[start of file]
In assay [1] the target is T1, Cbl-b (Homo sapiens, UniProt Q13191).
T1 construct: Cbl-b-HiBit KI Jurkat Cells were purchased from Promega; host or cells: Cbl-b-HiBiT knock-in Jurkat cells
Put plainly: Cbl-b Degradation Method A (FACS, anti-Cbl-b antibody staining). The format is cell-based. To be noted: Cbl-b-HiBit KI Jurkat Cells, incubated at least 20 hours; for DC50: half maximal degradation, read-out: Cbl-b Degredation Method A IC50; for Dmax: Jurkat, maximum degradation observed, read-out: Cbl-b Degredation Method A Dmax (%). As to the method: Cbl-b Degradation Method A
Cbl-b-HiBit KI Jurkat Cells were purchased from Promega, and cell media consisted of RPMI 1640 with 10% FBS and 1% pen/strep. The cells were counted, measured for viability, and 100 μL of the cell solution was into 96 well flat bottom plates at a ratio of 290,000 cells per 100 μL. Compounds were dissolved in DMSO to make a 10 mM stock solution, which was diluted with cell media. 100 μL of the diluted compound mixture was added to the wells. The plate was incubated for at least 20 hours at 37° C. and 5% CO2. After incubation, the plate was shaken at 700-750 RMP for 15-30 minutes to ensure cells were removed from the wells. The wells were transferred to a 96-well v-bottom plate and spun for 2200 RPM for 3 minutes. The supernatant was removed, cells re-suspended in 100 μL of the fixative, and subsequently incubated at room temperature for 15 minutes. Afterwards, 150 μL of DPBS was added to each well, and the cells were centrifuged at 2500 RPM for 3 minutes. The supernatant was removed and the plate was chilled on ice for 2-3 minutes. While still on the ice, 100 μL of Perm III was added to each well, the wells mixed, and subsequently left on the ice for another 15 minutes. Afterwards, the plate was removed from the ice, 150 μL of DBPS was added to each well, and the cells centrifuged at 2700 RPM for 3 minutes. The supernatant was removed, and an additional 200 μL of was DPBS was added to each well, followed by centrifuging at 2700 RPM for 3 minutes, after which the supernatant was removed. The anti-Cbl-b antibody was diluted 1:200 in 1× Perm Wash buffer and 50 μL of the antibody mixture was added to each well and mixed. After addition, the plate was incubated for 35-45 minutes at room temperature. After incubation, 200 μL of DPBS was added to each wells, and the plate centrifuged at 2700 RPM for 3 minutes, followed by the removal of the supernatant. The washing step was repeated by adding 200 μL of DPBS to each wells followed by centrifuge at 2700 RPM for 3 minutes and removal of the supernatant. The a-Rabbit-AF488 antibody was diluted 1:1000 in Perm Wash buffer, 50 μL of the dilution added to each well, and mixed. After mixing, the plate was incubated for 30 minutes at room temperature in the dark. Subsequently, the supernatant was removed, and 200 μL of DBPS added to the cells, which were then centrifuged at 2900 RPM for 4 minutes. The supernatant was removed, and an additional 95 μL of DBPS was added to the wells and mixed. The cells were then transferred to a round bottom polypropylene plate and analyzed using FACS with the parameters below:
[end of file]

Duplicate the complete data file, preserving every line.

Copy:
In assay [1] the target is T1, Cbl-b (Homo sapiens, UniProt Q13191).
T1 construct: Cbl-b-HiBit KI Jurkat Cells were purchased from Promega; host or cells: Cbl-b-HiBiT knock-in Jurkat cells
Put plainly: Cbl-b Degradation Method A (FACS, anti-Cbl-b antibody staining). The format is cell-based. To be noted: Cbl-b-HiBit KI Jurkat Cells, incubated at least 20 hours; for DC50: half maximal degradation, read-out: Cbl-b Degredation Method A IC50; for Dmax: Jurkat, maximum degradation observed, read-out: Cbl-b Degredation Method A Dmax (%). As to the method: Cbl-b Degradation Method A
Cbl-b-HiBit KI Jurkat Cells were purchased from Promega, and cell media consisted of RPMI 1640 with 10% FBS and 1% pen/strep. The cells were counted, measured for viability, and 100 μL of the cell solution was into 96 well flat bottom plates at a ratio of 290,000 cells per 100 μL. Compounds were dissolved in DMSO to make a 10 mM stock solution, which was diluted with cell media. 100 μL of the diluted compound mixture was added to the wells. The plate was incubated for at least 20 hours at 37° C. and 5% CO2. After incubation, the plate was shaken at 700-750 RMP for 15-30 minutes to ensure cells were removed from the wells. The wells were transferred to a 96-well v-bottom plate and spun for 2200 RPM for 3 minutes. The supernatant was removed, cells re-suspended in 100 μL of the fixative, and subsequently incubated at room temperature for 15 minutes. Afterwards, 150 μL of DPBS was added to each well, and the cells were centrifuged at 2500 RPM for 3 minutes. The supernatant was removed and the plate was chilled on ice for 2-3 minutes. While still on the ice, 100 μL of Perm III was added to each well, the wells mixed, and subsequently left on the ice for another 15 minutes. Afterwards, the plate was removed from the ice, 150 μL of DBPS was added to each well, and the cells centrifuged at 2700 RPM for 3 minutes. The supernatant was removed, and an additional 200 μL of was DPBS was added to each well, followed by centrifuging at 2700 RPM for 3 minutes, after which the supernatant was removed. The anti-Cbl-b antibody was diluted 1:200 in 1× Perm Wash buffer and 50 μL of the antibody mixture was added to each well and mixed. After addition, the plate was incubated for 35-45 minutes at room temperature. After incubation, 200 μL of DPBS was added to each wells, and the plate centrifuged at 2700 RPM for 3 minutes, followed by the removal of the supernatant. The washing step was repeated by adding 200 μL of DPBS to each wells followed by centrifuge at 2700 RPM for 3 minutes and removal of the supernatant. The a-Rabbit-AF488 antibody was diluted 1:1000 in Perm Wash buffer, 50 μL of the dilution added to each well, and mixed. After mixing, the plate was incubated for 30 minutes at room temperature in the dark. Subsequently, the supernatant was removed, and 200 μL of DBPS added to the cells, which were then centrifuged at 2900 RPM for 4 minutes. The supernatant was removed, and an additional 95 μL of DBPS was added to the wells and mixed. The cells were then transferred to a round bottom polypropylene plate and analyzed using FACS with the parameters below: